July 7, 2014

Vendor Risk Management a Big Area of Focus for….Everyone

Not surprisingly, in the 2014 Compliance Trends Survey conducted by Deloitte and Compliance Week, third-party risk management was identified as the leading area of concern for compliance managers surveyed:  “Third party relationships continue to be a prime source of anxiety for small and large companies alike. A sizable 85% of respondents said they are somehow reassessing their businesses’ relationships with joint ventures, suppliers, distributors, agents and the like…”

What was surprising is the lack of oversight practiced, even by larger organizations. According to the study: “The most common form of managing third-party risks is only to provide those third parties a copy of the Code of Conduct…Less than one-third of respondents said they perform extensive background checks on third parties”

Enforcement efforts around third-party vendor compliance have increased over the last several years, most acutely in the financial services sector. In April 2012, the CFPB armed by the Dodd-Frank Act announced that financial institutions under their supervision would be held responsible for the actions of their service providers or vendors. Since that pronouncement, the CFPB has levied hundreds of millions of dollars in fines and restitution payments against banks and credit card companies tied largely to deceptive sales tactics employed by third-party service providers.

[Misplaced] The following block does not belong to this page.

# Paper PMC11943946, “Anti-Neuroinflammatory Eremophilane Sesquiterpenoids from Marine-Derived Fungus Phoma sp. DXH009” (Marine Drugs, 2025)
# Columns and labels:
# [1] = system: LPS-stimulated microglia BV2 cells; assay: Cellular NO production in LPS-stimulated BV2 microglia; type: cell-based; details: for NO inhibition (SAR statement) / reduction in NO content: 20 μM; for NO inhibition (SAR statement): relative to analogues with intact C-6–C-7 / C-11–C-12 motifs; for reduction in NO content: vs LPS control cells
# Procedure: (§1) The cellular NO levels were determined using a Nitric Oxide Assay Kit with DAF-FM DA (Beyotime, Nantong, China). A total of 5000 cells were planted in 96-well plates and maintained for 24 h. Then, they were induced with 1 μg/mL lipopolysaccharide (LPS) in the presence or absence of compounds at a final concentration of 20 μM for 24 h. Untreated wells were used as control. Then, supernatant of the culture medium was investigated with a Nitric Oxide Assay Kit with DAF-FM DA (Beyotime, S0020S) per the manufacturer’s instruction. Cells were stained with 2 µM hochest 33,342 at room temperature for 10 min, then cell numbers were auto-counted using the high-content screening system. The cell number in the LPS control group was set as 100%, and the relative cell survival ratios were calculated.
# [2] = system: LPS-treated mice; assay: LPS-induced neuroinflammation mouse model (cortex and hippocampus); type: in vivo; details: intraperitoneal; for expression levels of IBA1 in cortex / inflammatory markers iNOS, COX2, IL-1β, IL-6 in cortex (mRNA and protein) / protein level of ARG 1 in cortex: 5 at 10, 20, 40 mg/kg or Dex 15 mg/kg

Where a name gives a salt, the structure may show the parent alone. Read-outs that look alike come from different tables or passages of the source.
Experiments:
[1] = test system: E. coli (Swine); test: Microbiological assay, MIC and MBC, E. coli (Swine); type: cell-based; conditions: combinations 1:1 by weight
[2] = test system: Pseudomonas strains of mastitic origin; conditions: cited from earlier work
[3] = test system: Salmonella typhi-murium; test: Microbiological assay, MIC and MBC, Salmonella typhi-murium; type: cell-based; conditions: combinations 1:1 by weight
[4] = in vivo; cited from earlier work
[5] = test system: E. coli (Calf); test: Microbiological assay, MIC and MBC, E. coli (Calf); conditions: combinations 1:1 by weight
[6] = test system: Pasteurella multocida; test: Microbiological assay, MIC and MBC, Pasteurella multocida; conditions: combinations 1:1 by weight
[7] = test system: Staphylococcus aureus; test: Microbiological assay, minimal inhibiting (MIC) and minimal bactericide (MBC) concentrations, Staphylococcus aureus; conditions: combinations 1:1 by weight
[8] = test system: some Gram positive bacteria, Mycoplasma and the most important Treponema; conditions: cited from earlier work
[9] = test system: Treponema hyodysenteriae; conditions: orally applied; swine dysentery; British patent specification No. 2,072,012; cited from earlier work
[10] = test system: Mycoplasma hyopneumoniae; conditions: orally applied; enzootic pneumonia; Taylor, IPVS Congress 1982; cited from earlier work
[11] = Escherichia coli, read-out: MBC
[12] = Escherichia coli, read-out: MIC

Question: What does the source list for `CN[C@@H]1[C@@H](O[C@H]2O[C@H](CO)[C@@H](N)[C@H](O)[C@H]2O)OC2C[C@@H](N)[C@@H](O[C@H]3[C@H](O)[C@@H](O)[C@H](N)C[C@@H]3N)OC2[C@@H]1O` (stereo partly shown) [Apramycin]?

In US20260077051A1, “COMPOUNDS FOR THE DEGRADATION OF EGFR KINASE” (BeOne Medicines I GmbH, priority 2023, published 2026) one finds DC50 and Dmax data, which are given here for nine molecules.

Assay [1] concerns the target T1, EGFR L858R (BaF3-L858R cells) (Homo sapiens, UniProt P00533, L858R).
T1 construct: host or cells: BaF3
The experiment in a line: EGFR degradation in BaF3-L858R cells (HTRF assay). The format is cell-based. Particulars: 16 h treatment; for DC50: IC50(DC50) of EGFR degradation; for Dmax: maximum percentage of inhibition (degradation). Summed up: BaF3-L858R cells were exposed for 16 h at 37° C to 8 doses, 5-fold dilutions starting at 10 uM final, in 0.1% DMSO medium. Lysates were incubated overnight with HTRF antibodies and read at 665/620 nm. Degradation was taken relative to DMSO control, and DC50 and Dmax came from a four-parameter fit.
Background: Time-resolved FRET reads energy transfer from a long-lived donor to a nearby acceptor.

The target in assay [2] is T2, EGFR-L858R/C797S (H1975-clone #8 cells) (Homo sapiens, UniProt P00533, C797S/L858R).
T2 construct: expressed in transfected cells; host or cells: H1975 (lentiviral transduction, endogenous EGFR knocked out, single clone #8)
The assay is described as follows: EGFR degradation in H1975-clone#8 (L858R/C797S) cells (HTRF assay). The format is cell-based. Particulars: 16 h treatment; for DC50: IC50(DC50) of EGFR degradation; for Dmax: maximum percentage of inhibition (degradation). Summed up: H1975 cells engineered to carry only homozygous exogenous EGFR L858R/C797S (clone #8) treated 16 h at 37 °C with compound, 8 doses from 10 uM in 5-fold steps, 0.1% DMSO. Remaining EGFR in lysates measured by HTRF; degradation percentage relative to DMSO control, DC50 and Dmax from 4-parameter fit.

Similarly, the healthcare industry has fallen under greater scrutiny for third-party vendor compliance by their regulators. According to Healthcare IT news, “Between 25 percent to 27 percent of all HIPAA breaches involve a business associate, with some as high as 64 percent, according to the Office for Civil Rights, the HHS division responsible for investigating HIPAA violations.”

With the menagerie of rules and regulations pertaining to third-party risks (e.g. FCPA, AML, HIPPA/HITECH, Dodd-Frank, etc.) coupled with the small staff and budgets allocated to compliance departments, a breach is virtually inevitable.

Based on market discussions, vendor management firms appear to be experiencing tailwinds. As enforcement continues and grows, we believe those winds will only strengthen. Another trend we expect to emerge is compliance-as-a-service. We are already starting to see some vendors adopt that go-to-market strategy. After all, compliance will never be a core competency of businesses big or small. It doesn’t offer a competitive advantage or drive top-line revenues. In fact, in certain markets we have seen competing firms even collaborate in order to determine and benefit from best practices. Accordingly, we believe the function or certain sub-functions of compliance are ripe for outsourcing. Imagine having only one vendor to oversee, analog to a utility, versus the 80 to 100 that most FIs contend with today.